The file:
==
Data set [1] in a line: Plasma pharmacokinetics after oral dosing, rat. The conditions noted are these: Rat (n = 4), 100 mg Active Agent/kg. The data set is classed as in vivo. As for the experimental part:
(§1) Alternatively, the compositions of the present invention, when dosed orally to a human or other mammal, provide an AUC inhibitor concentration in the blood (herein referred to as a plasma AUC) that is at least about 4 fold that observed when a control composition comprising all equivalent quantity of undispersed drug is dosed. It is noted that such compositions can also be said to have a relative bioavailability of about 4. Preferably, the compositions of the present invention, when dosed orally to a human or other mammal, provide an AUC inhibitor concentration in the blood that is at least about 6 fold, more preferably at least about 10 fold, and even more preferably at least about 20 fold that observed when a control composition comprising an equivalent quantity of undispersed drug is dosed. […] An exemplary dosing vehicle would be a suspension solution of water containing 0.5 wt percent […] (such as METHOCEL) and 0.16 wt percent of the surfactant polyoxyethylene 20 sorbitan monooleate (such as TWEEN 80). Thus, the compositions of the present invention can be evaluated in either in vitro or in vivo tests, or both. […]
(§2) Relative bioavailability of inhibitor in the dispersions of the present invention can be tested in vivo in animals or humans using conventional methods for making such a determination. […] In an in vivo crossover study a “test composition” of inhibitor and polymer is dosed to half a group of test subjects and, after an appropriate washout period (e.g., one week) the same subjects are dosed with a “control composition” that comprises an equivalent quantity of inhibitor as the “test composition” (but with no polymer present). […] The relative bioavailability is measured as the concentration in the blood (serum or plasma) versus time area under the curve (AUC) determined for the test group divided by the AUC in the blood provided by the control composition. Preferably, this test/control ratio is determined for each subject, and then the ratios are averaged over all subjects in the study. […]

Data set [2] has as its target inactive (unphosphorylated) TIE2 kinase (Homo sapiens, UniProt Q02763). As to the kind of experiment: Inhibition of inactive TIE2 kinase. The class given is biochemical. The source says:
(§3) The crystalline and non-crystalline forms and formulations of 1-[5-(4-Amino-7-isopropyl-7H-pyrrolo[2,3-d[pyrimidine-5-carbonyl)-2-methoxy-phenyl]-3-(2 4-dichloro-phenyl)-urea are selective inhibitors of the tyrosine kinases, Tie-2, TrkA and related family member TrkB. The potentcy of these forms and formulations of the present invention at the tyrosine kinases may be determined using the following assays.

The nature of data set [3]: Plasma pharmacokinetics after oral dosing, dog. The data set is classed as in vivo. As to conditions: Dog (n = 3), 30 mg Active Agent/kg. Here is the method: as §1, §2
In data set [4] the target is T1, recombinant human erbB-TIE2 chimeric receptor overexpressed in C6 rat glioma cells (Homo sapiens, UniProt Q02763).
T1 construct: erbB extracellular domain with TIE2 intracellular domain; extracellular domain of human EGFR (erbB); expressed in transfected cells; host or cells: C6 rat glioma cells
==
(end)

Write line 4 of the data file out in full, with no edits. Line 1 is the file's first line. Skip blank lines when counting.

Data set [2] has as its target inactive (unphosphorylated) TIE2 kinase (Homo sapiens, UniProt Q02763). As to the kind of experiment: Inhibition of inactive TIE2 kinase. The class given is biochemical. The source says: